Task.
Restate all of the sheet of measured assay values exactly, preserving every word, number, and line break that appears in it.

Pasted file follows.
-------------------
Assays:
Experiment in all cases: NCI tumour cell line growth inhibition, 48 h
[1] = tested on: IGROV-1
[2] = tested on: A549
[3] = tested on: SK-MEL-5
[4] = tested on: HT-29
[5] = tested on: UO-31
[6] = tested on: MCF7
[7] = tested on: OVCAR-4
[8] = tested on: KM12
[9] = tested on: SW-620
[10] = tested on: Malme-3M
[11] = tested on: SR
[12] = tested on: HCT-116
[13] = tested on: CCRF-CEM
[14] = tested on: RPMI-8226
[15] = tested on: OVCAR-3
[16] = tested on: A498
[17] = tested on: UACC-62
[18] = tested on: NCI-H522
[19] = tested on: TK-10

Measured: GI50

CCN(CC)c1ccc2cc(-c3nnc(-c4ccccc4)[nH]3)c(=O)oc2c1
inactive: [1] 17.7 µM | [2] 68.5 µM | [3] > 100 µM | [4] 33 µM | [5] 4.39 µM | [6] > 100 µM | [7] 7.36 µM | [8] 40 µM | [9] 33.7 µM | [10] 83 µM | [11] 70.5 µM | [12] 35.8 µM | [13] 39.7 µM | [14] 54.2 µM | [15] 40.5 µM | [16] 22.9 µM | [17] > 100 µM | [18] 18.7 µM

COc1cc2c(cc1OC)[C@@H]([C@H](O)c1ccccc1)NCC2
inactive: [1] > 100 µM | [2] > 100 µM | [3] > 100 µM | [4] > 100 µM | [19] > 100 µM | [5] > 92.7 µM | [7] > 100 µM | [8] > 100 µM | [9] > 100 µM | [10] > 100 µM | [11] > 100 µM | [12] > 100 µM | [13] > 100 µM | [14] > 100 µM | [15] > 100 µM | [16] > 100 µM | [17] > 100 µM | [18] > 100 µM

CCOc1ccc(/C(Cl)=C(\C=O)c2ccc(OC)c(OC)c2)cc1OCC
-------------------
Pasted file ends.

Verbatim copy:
Assays:
Experiment in all cases: NCI tumour cell line growth inhibition, 48 h
[1] = tested on: IGROV-1
[2] = tested on: A549
[3] = tested on: SK-MEL-5
[4] = tested on: HT-29
[5] = tested on: UO-31
[6] = tested on: MCF7
[7] = tested on: OVCAR-4
[8] = tested on: KM12
[9] = tested on: SW-620
[10] = tested on: Malme-3M
[11] = tested on: SR
[12] = tested on: HCT-116
[13] = tested on: CCRF-CEM
[14] = tested on: RPMI-8226
[15] = tested on: OVCAR-3
[16] = tested on: A498
[17] = tested on: UACC-62
[18] = tested on: NCI-H522
[19] = tested on: TK-10

Measured: GI50

CCN(CC)c1ccc2cc(-c3nnc(-c4ccccc4)[nH]3)c(=O)oc2c1
inactive: [1] 17.7 µM | [2] 68.5 µM | [3] > 100 µM | [4] 33 µM | [5] 4.39 µM | [6] > 100 µM | [7] 7.36 µM | [8] 40 µM | [9] 33.7 µM | [10] 83 µM | [11] 70.5 µM | [12] 35.8 µM | [13] 39.7 µM | [14] 54.2 µM | [15] 40.5 µM | [16] 22.9 µM | [17] > 100 µM | [18] 18.7 µM

COc1cc2c(cc1OC)[C@@H]([C@H](O)c1ccccc1)NCC2
inactive: [1] > 100 µM | [2] > 100 µM | [3] > 100 µM | [4] > 100 µM | [19] > 100 µM | [5] > 92.7 µM | [7] > 100 µM | [8] > 100 µM | [9] > 100 µM | [10] > 100 µM | [11] > 100 µM | [12] > 100 µM | [13] > 100 µM | [14] > 100 µM | [15] > 100 µM | [16] > 100 µM | [17] > 100 µM | [18] > 100 µM

CCOc1ccc(/C(Cl)=C(\C=O)c2ccc(OC)c(OC)c2)cc1OCC